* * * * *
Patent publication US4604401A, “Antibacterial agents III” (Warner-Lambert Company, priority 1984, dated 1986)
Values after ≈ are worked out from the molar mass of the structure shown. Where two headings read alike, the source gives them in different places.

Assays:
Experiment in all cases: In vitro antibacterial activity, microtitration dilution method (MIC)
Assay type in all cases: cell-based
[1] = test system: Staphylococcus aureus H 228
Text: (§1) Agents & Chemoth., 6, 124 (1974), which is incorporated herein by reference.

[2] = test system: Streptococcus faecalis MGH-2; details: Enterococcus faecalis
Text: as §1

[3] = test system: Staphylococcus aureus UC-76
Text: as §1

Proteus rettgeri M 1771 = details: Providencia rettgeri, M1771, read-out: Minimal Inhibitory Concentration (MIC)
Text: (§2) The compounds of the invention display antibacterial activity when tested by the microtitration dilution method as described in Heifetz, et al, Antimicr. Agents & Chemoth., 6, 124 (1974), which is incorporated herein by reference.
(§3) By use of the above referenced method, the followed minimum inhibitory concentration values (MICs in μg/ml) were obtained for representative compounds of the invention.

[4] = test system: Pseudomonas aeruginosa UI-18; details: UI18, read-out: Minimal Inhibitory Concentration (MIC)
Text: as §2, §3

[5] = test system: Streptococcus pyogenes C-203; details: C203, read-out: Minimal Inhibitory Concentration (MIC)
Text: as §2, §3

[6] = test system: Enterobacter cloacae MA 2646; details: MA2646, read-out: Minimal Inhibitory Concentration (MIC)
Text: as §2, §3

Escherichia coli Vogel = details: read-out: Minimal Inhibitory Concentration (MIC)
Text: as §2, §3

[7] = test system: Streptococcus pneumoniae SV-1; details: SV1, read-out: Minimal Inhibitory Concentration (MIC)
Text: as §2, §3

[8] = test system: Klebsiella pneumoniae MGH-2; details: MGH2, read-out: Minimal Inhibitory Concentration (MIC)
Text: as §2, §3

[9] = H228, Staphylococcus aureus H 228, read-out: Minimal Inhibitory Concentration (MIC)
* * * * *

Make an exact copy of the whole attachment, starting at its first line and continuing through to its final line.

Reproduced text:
Patent publication US4604401A, “Antibacterial agents III” (Warner-Lambert Company, priority 1984, dated 1986)
Values after ≈ are worked out from the molar mass of the structure shown. Where two headings read alike, the source gives them in different places.

Assays:
Experiment in all cases: In vitro antibacterial activity, microtitration dilution method (MIC)
Assay type in all cases: cell-based
[1] = test system: Staphylococcus aureus H 228
Text: (§1) Agents & Chemoth., 6, 124 (1974), which is incorporated herein by reference.

[2] = test system: Streptococcus faecalis MGH-2; details: Enterococcus faecalis
Text: as §1

[3] = test system: Staphylococcus aureus UC-76
Text: as §1

Proteus rettgeri M 1771 = details: Providencia rettgeri, M1771, read-out: Minimal Inhibitory Concentration (MIC)
Text: (§2) The compounds of the invention display antibacterial activity when tested by the microtitration dilution method as described in Heifetz, et al, Antimicr. Agents & Chemoth., 6, 124 (1974), which is incorporated herein by reference.
(§3) By use of the above referenced method, the followed minimum inhibitory concentration values (MICs in μg/ml) were obtained for representative compounds of the invention.

[4] = test system: Pseudomonas aeruginosa UI-18; details: UI18, read-out: Minimal Inhibitory Concentration (MIC)
Text: as §2, §3

[5] = test system: Streptococcus pyogenes C-203; details: C203, read-out: Minimal Inhibitory Concentration (MIC)
Text: as §2, §3

[6] = test system: Enterobacter cloacae MA 2646; details: MA2646, read-out: Minimal Inhibitory Concentration (MIC)
Text: as §2, §3

Escherichia coli Vogel = details: read-out: Minimal Inhibitory Concentration (MIC)
Text: as §2, §3

[7] = test system: Streptococcus pneumoniae SV-1; details: SV1, read-out: Minimal Inhibitory Concentration (MIC)
Text: as §2, §3

[8] = test system: Klebsiella pneumoniae MGH-2; details: MGH2, read-out: Minimal Inhibitory Concentration (MIC)
Text: as §2, §3

[9] = H228, Staphylococcus aureus H 228, read-out: Minimal Inhibitory Concentration (MIC)